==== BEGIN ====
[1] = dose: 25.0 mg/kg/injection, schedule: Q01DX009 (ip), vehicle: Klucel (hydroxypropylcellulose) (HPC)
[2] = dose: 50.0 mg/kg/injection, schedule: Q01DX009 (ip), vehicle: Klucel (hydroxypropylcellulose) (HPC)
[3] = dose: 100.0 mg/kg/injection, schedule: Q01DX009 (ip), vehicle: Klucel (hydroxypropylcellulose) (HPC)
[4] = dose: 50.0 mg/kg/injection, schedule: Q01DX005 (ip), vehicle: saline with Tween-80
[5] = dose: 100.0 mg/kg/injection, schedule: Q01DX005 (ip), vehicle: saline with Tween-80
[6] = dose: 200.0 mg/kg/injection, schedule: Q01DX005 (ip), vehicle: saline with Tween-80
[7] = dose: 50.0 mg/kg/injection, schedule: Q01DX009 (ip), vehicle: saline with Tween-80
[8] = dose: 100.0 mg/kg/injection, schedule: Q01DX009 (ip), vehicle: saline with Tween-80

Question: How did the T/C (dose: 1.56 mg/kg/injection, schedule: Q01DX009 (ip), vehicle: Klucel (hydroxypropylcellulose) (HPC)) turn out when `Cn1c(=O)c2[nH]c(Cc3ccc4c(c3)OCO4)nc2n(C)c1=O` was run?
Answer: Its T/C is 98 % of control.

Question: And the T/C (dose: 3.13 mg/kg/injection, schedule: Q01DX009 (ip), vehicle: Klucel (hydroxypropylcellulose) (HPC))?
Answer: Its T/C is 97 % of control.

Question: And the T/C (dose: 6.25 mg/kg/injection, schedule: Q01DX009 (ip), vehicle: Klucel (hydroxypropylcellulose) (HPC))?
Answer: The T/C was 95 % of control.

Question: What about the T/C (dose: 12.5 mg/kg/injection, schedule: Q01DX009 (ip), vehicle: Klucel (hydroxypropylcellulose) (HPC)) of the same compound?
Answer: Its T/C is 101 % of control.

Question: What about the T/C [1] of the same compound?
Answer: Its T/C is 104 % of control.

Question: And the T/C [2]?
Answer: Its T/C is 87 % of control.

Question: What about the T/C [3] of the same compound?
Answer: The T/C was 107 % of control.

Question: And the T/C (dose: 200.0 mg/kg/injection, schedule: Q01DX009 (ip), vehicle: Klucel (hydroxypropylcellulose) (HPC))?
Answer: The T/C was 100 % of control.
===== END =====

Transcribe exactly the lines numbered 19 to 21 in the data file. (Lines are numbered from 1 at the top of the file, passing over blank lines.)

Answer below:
Question: And the T/C [2]?
Answer: Its T/C is 87 % of control.

Question: What about the T/C [3] of the same compound?